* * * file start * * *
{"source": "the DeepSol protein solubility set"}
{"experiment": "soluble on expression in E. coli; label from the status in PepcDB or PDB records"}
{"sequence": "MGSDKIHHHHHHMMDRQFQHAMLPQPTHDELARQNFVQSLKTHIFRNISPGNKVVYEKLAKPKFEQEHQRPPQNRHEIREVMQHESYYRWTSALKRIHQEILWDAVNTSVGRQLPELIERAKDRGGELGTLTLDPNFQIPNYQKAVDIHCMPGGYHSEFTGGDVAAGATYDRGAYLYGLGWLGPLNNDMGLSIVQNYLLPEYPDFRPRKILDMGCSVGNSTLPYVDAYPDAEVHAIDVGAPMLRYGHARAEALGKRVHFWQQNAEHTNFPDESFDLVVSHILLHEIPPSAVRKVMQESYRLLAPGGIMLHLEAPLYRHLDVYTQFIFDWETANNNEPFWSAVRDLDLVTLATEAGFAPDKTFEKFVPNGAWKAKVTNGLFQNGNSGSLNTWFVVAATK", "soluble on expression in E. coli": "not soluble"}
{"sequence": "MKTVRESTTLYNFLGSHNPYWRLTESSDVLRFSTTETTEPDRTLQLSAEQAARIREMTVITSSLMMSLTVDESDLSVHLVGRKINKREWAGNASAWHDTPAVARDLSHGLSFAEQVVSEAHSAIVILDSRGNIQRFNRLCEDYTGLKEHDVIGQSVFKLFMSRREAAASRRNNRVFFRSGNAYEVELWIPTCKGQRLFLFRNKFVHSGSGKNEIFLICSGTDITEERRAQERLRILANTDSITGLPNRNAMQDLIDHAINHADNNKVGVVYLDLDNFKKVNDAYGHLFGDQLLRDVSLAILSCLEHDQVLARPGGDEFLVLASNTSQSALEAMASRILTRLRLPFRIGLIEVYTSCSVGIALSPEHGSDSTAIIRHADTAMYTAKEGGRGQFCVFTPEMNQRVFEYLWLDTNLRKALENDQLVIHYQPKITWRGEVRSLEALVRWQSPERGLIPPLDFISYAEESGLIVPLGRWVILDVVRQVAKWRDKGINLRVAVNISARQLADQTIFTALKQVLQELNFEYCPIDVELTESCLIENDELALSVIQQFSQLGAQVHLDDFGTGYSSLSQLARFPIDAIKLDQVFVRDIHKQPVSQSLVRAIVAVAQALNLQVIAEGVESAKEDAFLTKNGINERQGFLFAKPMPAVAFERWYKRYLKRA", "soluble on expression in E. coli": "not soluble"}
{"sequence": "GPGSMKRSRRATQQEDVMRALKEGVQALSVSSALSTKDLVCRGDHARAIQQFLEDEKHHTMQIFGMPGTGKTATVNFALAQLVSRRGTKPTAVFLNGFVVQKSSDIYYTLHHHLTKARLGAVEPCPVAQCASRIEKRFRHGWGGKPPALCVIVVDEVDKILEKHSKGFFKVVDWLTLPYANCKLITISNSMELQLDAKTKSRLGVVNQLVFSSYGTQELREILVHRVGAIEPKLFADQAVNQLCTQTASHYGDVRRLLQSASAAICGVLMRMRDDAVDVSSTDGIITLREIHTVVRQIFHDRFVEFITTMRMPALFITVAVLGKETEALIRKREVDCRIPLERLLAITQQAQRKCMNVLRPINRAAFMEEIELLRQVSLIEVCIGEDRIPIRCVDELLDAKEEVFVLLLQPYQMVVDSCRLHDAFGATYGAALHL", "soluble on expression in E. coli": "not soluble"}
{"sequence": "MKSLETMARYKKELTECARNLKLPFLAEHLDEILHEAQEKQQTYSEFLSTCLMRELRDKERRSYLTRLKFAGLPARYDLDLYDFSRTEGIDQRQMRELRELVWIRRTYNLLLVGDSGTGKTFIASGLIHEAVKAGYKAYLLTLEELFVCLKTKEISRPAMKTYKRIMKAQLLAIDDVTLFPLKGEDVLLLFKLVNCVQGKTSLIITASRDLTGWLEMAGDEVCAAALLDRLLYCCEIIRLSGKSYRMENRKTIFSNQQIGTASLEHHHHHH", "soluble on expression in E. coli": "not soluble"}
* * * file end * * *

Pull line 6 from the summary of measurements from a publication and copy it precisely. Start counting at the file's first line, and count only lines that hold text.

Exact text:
{"sequence": "MKSLETMARYKKELTECARNLKLPFLAEHLDEILHEAQEKQQTYSEFLSTCLMRELRDKERRSYLTRLKFAGLPARYDLDLYDFSRTEGIDQRQMRELRELVWIRRTYNLLLVGDSGTGKTFIASGLIHEAVKAGYKAYLLTLEELFVCLKTKEISRPAMKTYKRIMKAQLLAIDDVTLFPLKGEDVLLLFKLVNCVQGKTSLIITASRDLTGWLEMAGDEVCAAALLDRLLYCCEIIRLSGKSYRMENRKTIFSNQQIGTASLEHHHHHH", "soluble on expression in E. coli": "not soluble"}